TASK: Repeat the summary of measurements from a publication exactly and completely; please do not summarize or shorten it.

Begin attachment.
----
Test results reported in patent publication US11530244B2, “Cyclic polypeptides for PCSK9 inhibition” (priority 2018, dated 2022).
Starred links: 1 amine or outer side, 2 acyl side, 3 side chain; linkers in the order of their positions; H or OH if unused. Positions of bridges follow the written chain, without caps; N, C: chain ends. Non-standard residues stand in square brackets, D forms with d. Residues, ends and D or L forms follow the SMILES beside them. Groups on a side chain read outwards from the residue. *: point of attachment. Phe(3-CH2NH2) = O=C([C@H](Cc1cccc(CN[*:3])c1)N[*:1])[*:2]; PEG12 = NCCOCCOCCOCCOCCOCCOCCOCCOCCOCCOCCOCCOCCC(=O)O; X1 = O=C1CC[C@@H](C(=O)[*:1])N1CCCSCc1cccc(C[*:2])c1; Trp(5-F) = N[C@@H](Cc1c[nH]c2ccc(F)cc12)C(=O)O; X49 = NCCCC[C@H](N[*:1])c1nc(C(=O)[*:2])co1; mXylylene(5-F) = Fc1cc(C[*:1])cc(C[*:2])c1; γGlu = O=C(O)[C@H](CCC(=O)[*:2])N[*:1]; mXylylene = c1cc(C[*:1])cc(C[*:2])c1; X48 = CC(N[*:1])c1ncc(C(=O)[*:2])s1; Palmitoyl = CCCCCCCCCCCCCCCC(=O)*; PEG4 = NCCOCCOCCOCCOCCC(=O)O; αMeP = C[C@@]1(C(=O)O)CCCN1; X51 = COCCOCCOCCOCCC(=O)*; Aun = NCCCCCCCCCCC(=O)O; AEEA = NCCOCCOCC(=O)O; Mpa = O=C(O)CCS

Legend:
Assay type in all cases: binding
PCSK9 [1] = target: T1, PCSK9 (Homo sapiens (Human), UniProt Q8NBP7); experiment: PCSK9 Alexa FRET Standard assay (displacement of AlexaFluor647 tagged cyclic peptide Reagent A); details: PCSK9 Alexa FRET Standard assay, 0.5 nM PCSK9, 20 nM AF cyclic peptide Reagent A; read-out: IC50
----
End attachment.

Test results reported in patent publication US11530244B2, “Cyclic polypeptides for PCSK9 inhibition” (priority 2018, dated 2022).
Starred links: 1 amine or outer side, 2 acyl side, 3 side chain; linkers in the order of their positions; H or OH if unused. Positions of bridges follow the written chain, without caps; N, C: chain ends. Non-standard residues stand in square brackets, D forms with d. Residues, ends and D or L forms follow the SMILES beside them. Groups on a side chain read outwards from the residue. *: point of attachment. Phe(3-CH2NH2) = O=C([C@H](Cc1cccc(CN[*:3])c1)N[*:1])[*:2]; PEG12 = NCCOCCOCCOCCOCCOCCOCCOCCOCCOCCOCCOCCOCCC(=O)O; X1 = O=C1CC[C@@H](C(=O)[*:1])N1CCCSCc1cccc(C[*:2])c1; Trp(5-F) = N[C@@H](Cc1c[nH]c2ccc(F)cc12)C(=O)O; X49 = NCCCC[C@H](N[*:1])c1nc(C(=O)[*:2])co1; mXylylene(5-F) = Fc1cc(C[*:1])cc(C[*:2])c1; γGlu = O=C(O)[C@H](CCC(=O)[*:2])N[*:1]; mXylylene = c1cc(C[*:1])cc(C[*:2])c1; X48 = CC(N[*:1])c1ncc(C(=O)[*:2])s1; Palmitoyl = CCCCCCCCCCCCCCCC(=O)*; PEG4 = NCCOCCOCCOCCOCCC(=O)O; αMeP = C[C@@]1(C(=O)O)CCCN1; X51 = COCCOCCOCCOCCC(=O)*; Aun = NCCCCCCCCCCC(=O)O; AEEA = NCCOCCOCC(=O)O; Mpa = O=C(O)CCS

Legend:
Assay type in all cases: binding
PCSK9 [1] = target: T1, PCSK9 (Homo sapiens (Human), UniProt Q8NBP7); experiment: PCSK9 Alexa FRET Standard assay (displacement of AlexaFluor647 tagged cyclic peptide Reagent A); details: PCSK9 Alexa FRET Standard assay, 0.5 nM PCSK9, 20 nM AF cyclic peptide Reagent A; read-out: IC50